Struggling economy takes its toll as established businesses close their doors
WINDHOEK – A sluggish and weak domestic economy in 2018 that is struggling to recover from an ongoing recession, following negative growth of 0.9 percent recorded in 2017, is taking its toll on both business and households. The struggle remains very real even for established businesses in the capital, many of which have been forced to close their doors while a few have found light at the end of a very dark tunnel by opting for a change of venue.
Some of the businesses suffering from the woes of the ongoing recession include well-established companies such as school uniform supplier, Karseboom, high-class restaurant, Gathemann, men’s outfitters Otto Mühr, as well as electrical services company, Kriess Electric. While a number of regulars to Café Schneider in the Levinson Arcade also think they have closed their doors, they have in fact only moved to new premises as a result of escalating and unaffordable rental prices.
“There is no more business for us. We have tried every trick in the book to keep our doors open but we cannot survive anymore. Now we are in the process of closing our doors and we are selling everything we have,” said Charl-Heinz Steinfurth, owner of Kriess Electrical. Responding to questions from New Era, Steinfurth admitted that he thought he could pull through the tough times but soon realised that it was an exercise in futility. Steinfurth has been running Kriess Electrical since 1982 but said a spate of nine burglaries since October last year only added to his anguish.
“We used to get a lot of work from government but at the moment we do not get anything. I think this government is stealing everything in this country. The fat cats are stealing this country dry and all we have to do is continue paying tax,” charged a clearly irate Steinfurth.
Also commenting on the ailing domestic economy, owner of Café Schneider, Joachim Hassel, yesterday said decentralisation efforts by many companies play a major role in the performance of the central business district (CBD). Previously situated in the bustling Levinson Arcade in the heart of Windhoek’s CBD for about 60 years, Café Schneider found a new home last month in the recently renovated Carl List Mall.
According to Hassel, the decision by major businesses such as banks, law firms and insurance companies to move into the suburbs where they are closer to the people has a huge impact on business in the CBD.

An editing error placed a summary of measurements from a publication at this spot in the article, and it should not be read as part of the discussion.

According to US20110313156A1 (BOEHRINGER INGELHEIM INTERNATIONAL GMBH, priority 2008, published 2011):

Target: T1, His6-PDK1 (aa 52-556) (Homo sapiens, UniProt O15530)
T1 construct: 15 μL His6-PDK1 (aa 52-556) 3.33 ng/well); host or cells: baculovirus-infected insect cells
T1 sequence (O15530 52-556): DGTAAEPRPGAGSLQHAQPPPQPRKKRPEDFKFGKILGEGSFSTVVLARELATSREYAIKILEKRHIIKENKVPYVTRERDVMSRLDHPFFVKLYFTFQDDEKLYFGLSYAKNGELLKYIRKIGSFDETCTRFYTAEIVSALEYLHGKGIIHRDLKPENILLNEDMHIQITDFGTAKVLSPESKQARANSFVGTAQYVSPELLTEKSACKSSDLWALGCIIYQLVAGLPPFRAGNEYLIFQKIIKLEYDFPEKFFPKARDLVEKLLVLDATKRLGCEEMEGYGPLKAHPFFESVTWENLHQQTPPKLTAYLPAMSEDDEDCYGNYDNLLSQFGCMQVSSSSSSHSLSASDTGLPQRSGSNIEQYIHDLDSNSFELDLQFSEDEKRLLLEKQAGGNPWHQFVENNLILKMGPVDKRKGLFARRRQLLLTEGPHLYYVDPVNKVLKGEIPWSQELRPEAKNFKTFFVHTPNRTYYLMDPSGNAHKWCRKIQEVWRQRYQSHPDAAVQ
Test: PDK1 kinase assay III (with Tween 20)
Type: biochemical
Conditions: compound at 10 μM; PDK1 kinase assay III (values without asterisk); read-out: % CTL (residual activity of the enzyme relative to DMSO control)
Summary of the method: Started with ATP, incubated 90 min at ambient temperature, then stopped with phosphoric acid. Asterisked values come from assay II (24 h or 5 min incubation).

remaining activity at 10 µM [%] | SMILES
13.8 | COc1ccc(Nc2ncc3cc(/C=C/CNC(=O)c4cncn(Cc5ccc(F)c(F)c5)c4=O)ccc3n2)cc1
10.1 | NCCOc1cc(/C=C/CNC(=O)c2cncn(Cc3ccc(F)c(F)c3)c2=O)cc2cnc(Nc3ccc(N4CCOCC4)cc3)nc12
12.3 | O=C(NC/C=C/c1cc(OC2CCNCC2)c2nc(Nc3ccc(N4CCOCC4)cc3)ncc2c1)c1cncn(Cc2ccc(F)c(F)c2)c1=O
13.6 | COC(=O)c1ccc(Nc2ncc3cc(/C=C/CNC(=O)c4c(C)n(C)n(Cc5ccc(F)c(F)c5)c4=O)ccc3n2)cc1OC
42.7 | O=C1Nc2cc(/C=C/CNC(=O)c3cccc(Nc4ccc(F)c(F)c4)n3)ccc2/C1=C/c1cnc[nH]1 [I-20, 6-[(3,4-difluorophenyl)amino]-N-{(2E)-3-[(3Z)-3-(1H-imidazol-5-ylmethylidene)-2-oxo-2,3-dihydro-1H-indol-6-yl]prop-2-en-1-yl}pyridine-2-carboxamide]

“Once FNB moved out, our business declined immediately by 50 percent. Rental charges also play a big role. When our rent was increased to N$80 000 per month in June last year I realised that the old premises were no longer viable,” Hassel explained.
He continued that due to the decrease in foot traffic in the CBD his business has degraded by at least 15 percent per annum for the last three years. This he attributes to the lack of maintenance by landlords in the CBD, saying that a business does not object to paying rent provided they can see that the property is being maintained and upgraded.
“We used to have twice as much staff as we do now. The only person I retrenched was our manager as I could no longer afford to pay his salary, but in terms of staff, we have not replaced any of the staff that have left us,” Hassel clarified, saying that he has not been able to hire any new staff for the last four years.
According to local economists, the weak domestic economic performance in 2018 was mainly due to declining economic activity in sectors such as agriculture and wholesale and retail trade. Other sectors, including mining, transport and communication as well as manufacturing improved during the same period and the domestic economy is projected to eventually record positive growth in 2019.
In a recent Economic Outlook, the Bank of Namibia said real GDP was expected to contract by 0.2 percent in 2018, from a deeper contraction of 0.9 percent in 2017, and thereafter to recover to a positive growth rate of 1.5 percent in 2019.
Risks to domestic growth include a weak recovery in the country’s trading partners and slow recovery in international commodity prices, particularly for uranium. The BoN outlook also cautioned that should the economic recovery in neighbouring Angola fail to materialise, the impact would continue to be felt in sectors such as wholesale and retail trade, education, real estate and business services, thereby worsening growth prospects in these sectors.
According to an International Monetary Fund’s World Economic Outlook growth in global output is projected to remain unchanged at 3.7 percent in 2019.
Risks to the short-term global growth outlook have become more pronounced, with economic growth turning out lower than the main forecast, due to elevated policy uncertainty. Risks to the global outlook in the medium-term include rising trade barriers and a reversal of capital flows to emerging market economies, increased geopolitical risk and pronounced policy uncertainty.
2019-02-21 10:03:06 5 months ago